Currently more than 44 million Americans have a secondary source of income, colloquially known as a “side hustle.” The rising cost of living and the ease of entering the sharing economy, via platforms such as Lyft and AirBnB, have all contributed to the enormous rate of people seeking secondary employment.
The motivation of starting a side hustle isn’t limited to just covering the bills — more and more millennials have their focus set on starting their own businesses. Over 62% of millennials have considered starting their own business, and a further 72% have stated that they believe startups and entrepreneurs are a “necessary force” to spike economic growth and job creation.
In the past decade, entrepreneurs have become their own kind of celebrity. Elon Musk and Mark Zuckerberg are practically household names, and the rise of mega corporations that started in a garage (see Google) have only fuelled a collective desire in millennials and Gen-Z to be their own boss, and start their own businesses.
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While technology has enabled more entrepreneurial spirits to enter the secondary workforce, holding down a second, not-so-glamorous job isn’t new among successful business pioneers.
While some of today’s business magnates began their careers with a trust fund and an Ivy League education, others still had to climb the dirty first rungs of the career ladder the old fashioned way. With grit and perseverance.
Mark Cuban, Elon Musk, Jeff Bezos, Richard Branson, and Reed Hastings have a few things in common. They’re all successful, they’re all CEO’s, and they’ve all had to work less-than-glamorous jobs to get where they are today.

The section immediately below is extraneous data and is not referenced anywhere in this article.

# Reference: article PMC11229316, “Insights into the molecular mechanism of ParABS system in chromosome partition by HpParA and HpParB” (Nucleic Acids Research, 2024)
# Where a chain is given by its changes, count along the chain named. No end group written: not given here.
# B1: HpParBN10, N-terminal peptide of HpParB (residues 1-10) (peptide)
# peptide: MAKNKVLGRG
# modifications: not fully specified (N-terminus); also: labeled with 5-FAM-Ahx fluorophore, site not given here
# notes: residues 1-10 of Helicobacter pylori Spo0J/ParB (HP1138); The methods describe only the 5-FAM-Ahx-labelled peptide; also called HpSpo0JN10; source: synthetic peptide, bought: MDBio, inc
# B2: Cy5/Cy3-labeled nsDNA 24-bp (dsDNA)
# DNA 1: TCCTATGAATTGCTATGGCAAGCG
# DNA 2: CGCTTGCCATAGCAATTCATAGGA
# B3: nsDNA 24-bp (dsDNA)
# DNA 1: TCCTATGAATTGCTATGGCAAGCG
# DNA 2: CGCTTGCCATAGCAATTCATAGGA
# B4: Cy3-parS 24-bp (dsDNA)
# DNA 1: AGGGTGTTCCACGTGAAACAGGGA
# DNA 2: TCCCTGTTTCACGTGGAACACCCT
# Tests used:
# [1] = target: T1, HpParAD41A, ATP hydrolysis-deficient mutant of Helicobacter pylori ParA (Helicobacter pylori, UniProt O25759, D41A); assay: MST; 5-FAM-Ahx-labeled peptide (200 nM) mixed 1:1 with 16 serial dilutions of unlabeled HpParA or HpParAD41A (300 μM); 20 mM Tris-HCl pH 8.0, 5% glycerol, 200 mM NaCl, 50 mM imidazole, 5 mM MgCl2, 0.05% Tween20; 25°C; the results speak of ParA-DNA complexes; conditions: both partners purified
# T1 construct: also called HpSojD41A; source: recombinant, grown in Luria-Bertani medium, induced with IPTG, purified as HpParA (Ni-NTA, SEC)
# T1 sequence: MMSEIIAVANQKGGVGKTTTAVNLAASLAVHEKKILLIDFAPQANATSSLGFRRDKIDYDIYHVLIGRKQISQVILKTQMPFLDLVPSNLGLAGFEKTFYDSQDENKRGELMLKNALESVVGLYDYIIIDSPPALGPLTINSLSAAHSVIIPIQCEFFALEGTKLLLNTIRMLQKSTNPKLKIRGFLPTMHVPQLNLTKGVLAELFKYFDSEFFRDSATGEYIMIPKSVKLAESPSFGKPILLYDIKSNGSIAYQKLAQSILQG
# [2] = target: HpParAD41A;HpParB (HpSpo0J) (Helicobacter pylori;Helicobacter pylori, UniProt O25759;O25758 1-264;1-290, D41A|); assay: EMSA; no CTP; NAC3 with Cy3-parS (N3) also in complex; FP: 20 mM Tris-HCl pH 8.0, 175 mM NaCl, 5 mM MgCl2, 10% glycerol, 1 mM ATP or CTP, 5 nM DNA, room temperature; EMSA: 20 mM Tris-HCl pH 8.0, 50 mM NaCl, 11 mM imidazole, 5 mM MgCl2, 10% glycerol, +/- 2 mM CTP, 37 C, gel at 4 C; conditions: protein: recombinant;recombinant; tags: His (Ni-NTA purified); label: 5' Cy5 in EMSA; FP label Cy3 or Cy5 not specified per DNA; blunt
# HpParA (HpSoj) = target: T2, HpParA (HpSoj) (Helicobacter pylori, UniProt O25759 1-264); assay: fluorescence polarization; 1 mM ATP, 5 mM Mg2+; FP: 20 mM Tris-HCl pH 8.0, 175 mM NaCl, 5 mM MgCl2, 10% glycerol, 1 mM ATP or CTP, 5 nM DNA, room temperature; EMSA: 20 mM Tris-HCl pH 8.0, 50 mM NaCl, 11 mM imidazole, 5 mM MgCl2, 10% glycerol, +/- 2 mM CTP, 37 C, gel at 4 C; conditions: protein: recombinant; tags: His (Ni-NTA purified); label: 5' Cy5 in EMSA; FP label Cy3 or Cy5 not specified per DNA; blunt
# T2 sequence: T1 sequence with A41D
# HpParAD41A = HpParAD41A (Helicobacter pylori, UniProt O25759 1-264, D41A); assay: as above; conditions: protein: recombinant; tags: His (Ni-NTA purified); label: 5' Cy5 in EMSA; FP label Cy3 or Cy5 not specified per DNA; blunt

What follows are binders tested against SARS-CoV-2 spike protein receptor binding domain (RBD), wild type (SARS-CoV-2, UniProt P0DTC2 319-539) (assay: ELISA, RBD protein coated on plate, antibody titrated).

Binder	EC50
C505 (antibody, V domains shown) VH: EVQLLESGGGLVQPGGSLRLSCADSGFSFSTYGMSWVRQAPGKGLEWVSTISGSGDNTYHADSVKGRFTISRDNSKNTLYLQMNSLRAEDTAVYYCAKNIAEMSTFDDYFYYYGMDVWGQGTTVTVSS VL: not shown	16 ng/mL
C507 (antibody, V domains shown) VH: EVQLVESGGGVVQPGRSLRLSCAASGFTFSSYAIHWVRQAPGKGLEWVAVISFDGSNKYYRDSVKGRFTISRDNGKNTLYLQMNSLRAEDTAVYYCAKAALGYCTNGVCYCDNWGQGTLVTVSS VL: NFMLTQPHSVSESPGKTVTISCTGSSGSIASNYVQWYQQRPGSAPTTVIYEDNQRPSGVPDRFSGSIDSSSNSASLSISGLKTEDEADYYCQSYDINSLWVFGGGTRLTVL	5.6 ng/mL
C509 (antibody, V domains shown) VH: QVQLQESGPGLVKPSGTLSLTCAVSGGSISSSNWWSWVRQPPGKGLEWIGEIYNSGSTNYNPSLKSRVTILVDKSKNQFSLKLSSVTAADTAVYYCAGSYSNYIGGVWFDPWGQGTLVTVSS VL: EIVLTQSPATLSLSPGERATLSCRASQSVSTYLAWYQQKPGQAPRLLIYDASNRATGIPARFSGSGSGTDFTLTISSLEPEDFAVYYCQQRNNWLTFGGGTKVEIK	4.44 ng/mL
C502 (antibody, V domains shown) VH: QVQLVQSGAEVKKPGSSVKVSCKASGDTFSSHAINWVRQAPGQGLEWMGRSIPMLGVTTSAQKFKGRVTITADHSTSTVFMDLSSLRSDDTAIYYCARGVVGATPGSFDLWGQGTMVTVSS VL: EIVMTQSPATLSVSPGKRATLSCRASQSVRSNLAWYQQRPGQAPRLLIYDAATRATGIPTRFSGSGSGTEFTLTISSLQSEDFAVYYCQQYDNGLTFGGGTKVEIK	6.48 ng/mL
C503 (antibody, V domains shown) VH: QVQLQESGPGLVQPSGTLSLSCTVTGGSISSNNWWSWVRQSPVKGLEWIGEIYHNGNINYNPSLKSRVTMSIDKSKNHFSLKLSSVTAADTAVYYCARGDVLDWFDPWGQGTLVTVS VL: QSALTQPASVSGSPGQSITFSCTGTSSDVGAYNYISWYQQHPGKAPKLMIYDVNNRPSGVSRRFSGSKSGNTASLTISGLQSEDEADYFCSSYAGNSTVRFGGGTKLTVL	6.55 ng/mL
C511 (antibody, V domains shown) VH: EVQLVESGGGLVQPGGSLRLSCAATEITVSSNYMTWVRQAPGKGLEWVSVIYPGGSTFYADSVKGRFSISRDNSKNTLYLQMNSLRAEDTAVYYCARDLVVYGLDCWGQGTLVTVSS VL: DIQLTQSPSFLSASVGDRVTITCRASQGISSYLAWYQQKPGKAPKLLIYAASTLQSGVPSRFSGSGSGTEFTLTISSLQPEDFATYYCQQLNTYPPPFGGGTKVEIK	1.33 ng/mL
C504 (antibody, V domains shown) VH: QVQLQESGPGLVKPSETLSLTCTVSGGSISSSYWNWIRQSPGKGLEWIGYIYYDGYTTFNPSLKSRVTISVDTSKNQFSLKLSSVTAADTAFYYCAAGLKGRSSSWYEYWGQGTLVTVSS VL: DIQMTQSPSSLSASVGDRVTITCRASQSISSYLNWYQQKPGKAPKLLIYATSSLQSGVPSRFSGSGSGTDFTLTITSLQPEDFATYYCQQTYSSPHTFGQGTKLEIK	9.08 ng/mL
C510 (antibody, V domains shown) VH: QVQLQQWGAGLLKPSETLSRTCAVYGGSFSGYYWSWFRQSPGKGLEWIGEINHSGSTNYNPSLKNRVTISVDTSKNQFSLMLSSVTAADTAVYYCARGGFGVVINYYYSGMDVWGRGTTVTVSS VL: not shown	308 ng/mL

The following infographic, courtesy of Fundera, highlights some of today’s most successful people — and the strange and unusual jobs they had before they became titans of industry.
"You have to put on this hazmat suit and then shimmy through this little tunnel that you can barely fit in. If you stay in there for more than thirty minutes, you get too hot and die."
Founder of Tesla and SpaceX
Net Worth: $21 Billion
Former Job: Janitor of a boiler room at a lumber mill
“I was sacked from Dunkin' Donuts for squirting the donut jelly all over the customers.”
Net Worth: $800 Million
Former Job: Cashier at Dunkin’ Donuts
“Being out on the practice field never feels like work to me, but that definitely felt like work when you’re cleaning up industrial parks and scrubbing the tops of roofs.”
Net Worth: $180 Million
Former Job: Construction worker
“I loved it, strange as that might sound. You get to meet a lot of different people.”
CEO of Netflix
Net Worth: $2.3 Billion
Former Job: Vacuum cleaner salesman
“I learned that speed mattered -- the only way to be eligible to work an Express Lane was to do 40 items per minute consistently over an 8-hour shift.”
CEO of Yahoo
Net Worth: $540 million
Former Job: Checkout Clerk
“I would go door-to-door: "Hi, does your family use garbage bags?" And who could say no? So that's where I learned to sell."
Net Worth: $3.3 billion
Former Job: Door-to-door garbage bag salesman
“With my best friend as my partner, we set about breeding budgerigars. We saw a gap in the market to sell budgies as they were very popular with kids in school at the time.”
Founder of Virgin
Net Worth: $4.8 billion
Former Job: Budgie breeder
“You learn a lot as a teenager working at McDonald's. It's different from what you learn in school. Don't underestimate the value of that!”
Founder of Amazon.com
Net Worth: $34.7 billion
Former Job: McDonald’s cashier
"The best part was the wisdom of the restaurant owner. He took great pride in his work and cared about every customer who came through his door."
Founder of Dell
Net Worth: $18.2 billion
Former Job: Dishwasher at a Chinese restaurant
“I forgot to check one time and they hatched all over these people’s house. There were thousands of them. The people had little kids, and they couldn’t kill them because that’d be a bad Christmas.”
Net Worth: $280 million
Former Job: Knocking praying mantises out of Christmas trees at a farm. With a broom.